Report on Mayon (Philippines) — 13 June-19 June 2001
Smithsonian / US Geological Survey Weekly Volcanic Activity Report, 13 June-19 June 2001
Managing Editor: Gari Mayberry
Please cite this report as:
Global Volcanism Program, 2001. Report on Mayon (Philippines). In: Mayberry, G (ed.), Weekly Volcanic Activity Report, 13 June-19 June 2001. Smithsonian Institution and US Geological Survey.
13.257°N, 123.685°E; summit elev. 2462 m
All times are local (unless otherwise noted)
A high level of high-frequency low-duration harmonic tremor was detected on Mayon that was associated with near-continuous detachment of hot rock fragments from the summit lava dome. In addition, moderate amounts of steam emanated from the crater, crater glow was fair-to-bright, and SO2 emission (average of ~2,700 metric tons per day) was well above the baseline value of 500 metric tons per day. Alert Level 3 remained in effect, prohibiting entry within the 6-km-radius permanent danger zone.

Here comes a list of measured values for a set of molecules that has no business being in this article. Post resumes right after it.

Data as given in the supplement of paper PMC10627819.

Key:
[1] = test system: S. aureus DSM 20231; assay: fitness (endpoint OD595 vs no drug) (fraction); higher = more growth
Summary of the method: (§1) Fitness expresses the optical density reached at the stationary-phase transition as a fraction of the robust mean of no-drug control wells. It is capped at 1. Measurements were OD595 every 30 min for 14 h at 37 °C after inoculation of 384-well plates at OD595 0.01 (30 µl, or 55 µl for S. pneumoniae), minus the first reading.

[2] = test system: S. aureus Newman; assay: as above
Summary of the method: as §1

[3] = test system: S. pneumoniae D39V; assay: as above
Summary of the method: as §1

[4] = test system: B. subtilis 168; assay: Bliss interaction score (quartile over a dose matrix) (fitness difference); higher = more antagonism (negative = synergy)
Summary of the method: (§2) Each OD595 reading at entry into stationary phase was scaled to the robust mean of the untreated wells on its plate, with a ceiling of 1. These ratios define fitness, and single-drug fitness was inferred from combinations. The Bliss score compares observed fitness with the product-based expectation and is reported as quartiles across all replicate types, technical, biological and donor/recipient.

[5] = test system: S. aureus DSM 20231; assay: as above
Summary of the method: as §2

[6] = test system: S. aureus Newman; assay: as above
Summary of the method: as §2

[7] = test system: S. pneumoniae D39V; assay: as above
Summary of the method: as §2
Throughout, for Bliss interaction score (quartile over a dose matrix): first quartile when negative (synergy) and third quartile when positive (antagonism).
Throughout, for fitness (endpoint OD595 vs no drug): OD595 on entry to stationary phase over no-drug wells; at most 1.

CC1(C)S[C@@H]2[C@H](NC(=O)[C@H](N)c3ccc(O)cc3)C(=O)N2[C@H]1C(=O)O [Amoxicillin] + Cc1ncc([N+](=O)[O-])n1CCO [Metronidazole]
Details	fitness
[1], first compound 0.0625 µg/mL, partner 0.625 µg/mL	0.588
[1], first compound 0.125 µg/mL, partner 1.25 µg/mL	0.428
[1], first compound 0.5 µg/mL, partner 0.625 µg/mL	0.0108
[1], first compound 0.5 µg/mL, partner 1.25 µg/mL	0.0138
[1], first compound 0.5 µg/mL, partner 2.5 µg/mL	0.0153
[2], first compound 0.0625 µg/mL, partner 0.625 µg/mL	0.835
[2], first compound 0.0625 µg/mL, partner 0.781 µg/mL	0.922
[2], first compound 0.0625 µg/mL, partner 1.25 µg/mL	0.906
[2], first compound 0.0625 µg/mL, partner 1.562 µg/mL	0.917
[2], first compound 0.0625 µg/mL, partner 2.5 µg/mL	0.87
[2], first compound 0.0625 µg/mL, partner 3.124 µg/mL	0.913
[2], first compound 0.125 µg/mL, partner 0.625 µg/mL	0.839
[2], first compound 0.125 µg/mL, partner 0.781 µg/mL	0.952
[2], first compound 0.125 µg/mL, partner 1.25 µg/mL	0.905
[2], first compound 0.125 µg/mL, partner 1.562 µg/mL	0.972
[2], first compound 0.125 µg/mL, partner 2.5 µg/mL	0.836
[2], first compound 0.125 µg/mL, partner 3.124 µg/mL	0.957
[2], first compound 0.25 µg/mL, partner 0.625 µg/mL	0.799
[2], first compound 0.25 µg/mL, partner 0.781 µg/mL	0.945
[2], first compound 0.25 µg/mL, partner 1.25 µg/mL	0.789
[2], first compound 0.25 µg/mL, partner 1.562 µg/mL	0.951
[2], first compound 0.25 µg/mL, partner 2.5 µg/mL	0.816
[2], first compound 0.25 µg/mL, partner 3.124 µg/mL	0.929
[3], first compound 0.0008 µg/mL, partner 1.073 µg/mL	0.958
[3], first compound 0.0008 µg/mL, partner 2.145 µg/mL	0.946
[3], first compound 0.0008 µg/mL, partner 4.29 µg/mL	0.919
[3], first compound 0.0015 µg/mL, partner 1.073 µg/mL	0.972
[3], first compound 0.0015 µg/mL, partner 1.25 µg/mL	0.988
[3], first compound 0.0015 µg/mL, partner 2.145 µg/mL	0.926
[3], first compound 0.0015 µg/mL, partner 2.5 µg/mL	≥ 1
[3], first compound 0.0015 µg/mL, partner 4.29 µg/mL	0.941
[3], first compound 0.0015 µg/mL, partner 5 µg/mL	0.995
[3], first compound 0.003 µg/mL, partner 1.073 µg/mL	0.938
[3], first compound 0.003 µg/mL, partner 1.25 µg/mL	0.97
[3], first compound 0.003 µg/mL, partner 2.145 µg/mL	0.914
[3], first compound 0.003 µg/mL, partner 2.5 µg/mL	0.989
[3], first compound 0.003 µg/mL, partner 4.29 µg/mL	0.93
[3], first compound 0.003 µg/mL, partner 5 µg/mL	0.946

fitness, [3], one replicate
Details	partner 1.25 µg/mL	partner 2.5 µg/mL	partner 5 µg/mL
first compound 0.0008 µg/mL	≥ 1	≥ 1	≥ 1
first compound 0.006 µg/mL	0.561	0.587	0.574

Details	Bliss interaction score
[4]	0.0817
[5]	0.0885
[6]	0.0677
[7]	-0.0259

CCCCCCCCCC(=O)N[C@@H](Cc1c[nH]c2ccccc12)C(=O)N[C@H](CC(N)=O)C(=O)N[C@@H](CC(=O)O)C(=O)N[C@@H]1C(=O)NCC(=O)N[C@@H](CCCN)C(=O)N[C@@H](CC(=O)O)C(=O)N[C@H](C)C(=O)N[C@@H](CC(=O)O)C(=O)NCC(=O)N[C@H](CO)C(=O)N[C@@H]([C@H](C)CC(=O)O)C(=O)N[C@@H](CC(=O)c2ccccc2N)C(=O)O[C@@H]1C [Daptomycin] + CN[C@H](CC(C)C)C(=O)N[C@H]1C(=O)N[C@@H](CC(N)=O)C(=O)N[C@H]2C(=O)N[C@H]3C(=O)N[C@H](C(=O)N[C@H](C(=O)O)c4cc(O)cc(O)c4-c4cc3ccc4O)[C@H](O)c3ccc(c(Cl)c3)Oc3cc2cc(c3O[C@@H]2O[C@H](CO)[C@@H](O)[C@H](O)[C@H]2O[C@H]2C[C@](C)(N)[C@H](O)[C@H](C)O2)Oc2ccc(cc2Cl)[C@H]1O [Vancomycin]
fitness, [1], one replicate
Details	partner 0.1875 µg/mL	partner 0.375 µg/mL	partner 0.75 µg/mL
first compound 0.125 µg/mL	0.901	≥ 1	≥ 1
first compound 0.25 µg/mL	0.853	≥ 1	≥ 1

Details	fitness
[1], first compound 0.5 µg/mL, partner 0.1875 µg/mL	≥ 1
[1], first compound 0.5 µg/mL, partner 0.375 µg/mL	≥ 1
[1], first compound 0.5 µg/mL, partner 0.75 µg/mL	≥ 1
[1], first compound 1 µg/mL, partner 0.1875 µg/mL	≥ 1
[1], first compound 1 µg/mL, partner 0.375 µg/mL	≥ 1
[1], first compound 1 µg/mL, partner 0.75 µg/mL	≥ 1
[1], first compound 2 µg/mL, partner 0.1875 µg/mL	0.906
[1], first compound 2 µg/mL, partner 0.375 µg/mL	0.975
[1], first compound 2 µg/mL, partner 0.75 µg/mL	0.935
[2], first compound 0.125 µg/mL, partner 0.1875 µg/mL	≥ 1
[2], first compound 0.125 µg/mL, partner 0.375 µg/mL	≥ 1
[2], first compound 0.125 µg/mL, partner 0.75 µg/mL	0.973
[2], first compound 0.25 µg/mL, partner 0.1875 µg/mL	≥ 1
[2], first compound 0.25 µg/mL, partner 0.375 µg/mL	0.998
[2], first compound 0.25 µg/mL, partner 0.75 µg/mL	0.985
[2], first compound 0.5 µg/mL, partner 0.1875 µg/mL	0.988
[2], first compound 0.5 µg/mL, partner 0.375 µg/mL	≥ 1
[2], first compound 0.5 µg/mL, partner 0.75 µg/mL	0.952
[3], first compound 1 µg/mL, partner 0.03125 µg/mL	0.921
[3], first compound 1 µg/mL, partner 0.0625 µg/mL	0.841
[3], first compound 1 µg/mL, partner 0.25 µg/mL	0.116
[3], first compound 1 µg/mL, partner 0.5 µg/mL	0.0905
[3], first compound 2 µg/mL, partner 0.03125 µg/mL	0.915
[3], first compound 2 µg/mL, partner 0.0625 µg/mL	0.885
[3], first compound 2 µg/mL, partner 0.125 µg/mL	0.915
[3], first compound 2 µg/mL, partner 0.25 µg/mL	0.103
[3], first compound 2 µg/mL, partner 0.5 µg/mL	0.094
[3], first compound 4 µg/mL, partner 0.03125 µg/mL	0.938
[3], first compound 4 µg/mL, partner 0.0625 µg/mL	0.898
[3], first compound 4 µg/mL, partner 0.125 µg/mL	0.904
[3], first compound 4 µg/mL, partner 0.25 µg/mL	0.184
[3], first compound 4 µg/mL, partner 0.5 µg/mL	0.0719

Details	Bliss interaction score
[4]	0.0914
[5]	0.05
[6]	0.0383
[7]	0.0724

Geologic Background. Beautifully symmetrical Mayon, which rises above the Albay Gulf NW of Legazpi City, is the Philippines' most active volcano. The structurally simple edifice has steep upper slopes averaging 35-40 degrees that are capped by a small summit crater. Historical eruptions date back to 1616 and range from Strombolian to basaltic Plinian, with cyclical activity beginning with basaltic eruptions, followed by longer term andesitic lava flows. Eruptions occur predominately from the central conduit and have also produced lava flows that travel far down the flanks. Pyroclastic flows and mudflows have commonly swept down many of the approximately 40 ravines that radiate from the summit and have often devastated populated lowland areas. A violent eruption in 1814 killed more than 1,200 people and devastated several towns.